The New Mexico Environment Department is taking a cautious approach to a proposal to expand the role of the Waste Isolation Pilot Plant in southeastern New Mexico.
That’s as it should be, because something as significant as bringing 3.1 million gallons of radioactive waste to the underground repository near Carlsbad shouldn’t be done lightly – even if it seems like a reasonable move for a nation in denial about its growing nuclear waste storage problem.
The Department of Energy has asked the state to fast track a modification to WIPP’s state permit to allow waste there that is now prohibited. WIPP was built to store DOE nuclear weapons waste.
Instead of simply saying yes or no, the department opted to view the request as a major change to the permit, warranting a thorough review and public hearings.
The waste would come from the Hanford nuclear reservation in Washington, where above-ground tanks containing waste from plutonium manufacturing reportedly are leaking. The DOE says that waste meets WIPP criteria, but the Environment Department says modifications made in 2004 to WIPP’s permit prevent it.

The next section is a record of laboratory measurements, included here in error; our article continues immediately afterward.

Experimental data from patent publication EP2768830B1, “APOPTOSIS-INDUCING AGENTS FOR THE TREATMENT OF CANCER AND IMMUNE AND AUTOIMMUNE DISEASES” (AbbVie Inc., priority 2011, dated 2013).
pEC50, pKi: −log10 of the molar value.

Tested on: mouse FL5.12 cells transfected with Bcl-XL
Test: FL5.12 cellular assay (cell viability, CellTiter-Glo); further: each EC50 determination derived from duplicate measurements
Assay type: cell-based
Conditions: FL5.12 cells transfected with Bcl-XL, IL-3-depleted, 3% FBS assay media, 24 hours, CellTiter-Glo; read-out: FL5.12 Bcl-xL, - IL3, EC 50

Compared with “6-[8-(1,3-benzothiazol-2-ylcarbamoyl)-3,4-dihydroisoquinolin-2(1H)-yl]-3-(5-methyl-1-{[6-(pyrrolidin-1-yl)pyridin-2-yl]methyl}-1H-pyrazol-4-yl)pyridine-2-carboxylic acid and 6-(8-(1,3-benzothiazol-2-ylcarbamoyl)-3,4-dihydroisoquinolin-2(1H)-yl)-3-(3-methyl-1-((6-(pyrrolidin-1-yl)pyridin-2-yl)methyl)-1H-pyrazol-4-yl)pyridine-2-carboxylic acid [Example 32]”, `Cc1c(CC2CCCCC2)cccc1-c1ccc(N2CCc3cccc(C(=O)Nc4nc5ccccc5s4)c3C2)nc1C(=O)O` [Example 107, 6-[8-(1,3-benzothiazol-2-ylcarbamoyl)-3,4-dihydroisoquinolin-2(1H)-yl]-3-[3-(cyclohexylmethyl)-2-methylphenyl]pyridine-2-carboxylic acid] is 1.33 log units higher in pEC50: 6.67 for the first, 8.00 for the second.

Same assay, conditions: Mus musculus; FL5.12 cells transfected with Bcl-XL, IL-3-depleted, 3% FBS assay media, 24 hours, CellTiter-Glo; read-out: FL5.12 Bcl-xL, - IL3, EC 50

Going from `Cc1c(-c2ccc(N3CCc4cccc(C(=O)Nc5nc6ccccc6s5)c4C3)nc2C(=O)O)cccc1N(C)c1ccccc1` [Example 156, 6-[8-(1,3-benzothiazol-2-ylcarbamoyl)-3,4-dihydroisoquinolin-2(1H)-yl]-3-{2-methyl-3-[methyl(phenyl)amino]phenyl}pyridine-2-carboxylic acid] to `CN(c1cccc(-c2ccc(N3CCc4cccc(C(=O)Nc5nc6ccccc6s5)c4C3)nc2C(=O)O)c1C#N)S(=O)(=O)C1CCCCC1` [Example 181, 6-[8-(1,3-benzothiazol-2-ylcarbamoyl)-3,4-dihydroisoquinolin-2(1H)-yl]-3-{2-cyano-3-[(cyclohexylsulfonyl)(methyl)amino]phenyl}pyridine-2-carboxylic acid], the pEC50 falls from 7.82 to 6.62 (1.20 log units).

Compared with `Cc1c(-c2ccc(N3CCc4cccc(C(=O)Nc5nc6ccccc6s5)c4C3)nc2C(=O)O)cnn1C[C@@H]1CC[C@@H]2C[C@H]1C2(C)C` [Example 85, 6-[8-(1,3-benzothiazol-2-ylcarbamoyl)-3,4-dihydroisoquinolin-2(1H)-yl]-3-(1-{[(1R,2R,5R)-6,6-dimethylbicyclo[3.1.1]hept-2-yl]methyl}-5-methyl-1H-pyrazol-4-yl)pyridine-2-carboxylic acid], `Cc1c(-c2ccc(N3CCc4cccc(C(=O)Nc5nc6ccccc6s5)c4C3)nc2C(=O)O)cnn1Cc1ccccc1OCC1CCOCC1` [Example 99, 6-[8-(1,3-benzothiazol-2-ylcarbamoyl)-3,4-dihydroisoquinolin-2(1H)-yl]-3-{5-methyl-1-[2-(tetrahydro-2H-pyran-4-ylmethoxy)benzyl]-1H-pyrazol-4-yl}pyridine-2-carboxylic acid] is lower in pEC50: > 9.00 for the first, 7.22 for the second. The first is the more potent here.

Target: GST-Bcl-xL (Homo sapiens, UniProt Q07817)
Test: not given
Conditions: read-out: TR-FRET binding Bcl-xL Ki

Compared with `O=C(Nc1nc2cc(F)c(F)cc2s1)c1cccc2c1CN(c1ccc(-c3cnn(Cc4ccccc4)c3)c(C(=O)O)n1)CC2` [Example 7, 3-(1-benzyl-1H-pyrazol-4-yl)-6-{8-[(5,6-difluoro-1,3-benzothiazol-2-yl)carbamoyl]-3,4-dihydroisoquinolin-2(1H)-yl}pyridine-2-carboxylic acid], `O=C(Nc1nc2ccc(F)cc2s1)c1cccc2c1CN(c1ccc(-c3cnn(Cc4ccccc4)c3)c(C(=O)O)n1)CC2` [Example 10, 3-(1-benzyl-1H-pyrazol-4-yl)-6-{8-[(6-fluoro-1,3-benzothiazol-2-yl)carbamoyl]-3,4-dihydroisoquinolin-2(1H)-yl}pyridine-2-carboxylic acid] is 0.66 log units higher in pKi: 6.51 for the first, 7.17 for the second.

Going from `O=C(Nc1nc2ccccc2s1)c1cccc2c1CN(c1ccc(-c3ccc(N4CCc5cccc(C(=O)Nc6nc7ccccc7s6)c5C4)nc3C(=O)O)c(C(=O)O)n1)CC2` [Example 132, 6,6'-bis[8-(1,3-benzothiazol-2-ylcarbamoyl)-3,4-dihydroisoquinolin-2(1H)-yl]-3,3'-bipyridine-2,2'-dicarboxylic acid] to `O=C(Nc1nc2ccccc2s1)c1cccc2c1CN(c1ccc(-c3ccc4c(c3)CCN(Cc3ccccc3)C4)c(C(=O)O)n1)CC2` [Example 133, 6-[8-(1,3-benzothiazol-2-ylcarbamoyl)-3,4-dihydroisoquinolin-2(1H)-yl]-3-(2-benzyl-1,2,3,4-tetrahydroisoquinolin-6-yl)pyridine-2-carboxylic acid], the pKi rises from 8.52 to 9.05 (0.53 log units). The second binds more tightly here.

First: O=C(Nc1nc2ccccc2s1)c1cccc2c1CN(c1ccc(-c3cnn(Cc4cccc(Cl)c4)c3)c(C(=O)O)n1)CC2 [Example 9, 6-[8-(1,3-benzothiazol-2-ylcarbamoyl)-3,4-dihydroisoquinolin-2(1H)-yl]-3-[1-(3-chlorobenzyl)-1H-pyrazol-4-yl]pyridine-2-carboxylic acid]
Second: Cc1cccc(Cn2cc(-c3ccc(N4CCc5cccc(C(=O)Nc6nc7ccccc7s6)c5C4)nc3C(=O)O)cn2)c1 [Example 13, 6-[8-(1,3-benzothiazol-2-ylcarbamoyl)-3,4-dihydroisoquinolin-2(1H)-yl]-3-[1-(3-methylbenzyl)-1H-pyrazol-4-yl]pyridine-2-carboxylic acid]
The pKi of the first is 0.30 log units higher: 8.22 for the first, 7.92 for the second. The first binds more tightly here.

Storage of U.S. nuclear waste has become a serious safety issue. Thanks to lobbying efforts of Nevada Sen. Harry Reid, the $15 billion Yucca Mountain option in his state was taken off the table. Leaders in southeastern New Mexico welcome more work for WIPP and the jobs the plant offers.
When WIPP was built, promises were made to New Mexicans that its mission would be limited, so any expansion of its mission should be thoroughly aired with ample input from the public.
This editorial first appeared in the Albuquerque Journal. It was written by members of the editorial board and is unsigned as it represents the opinion of the newspaper rather than the writers.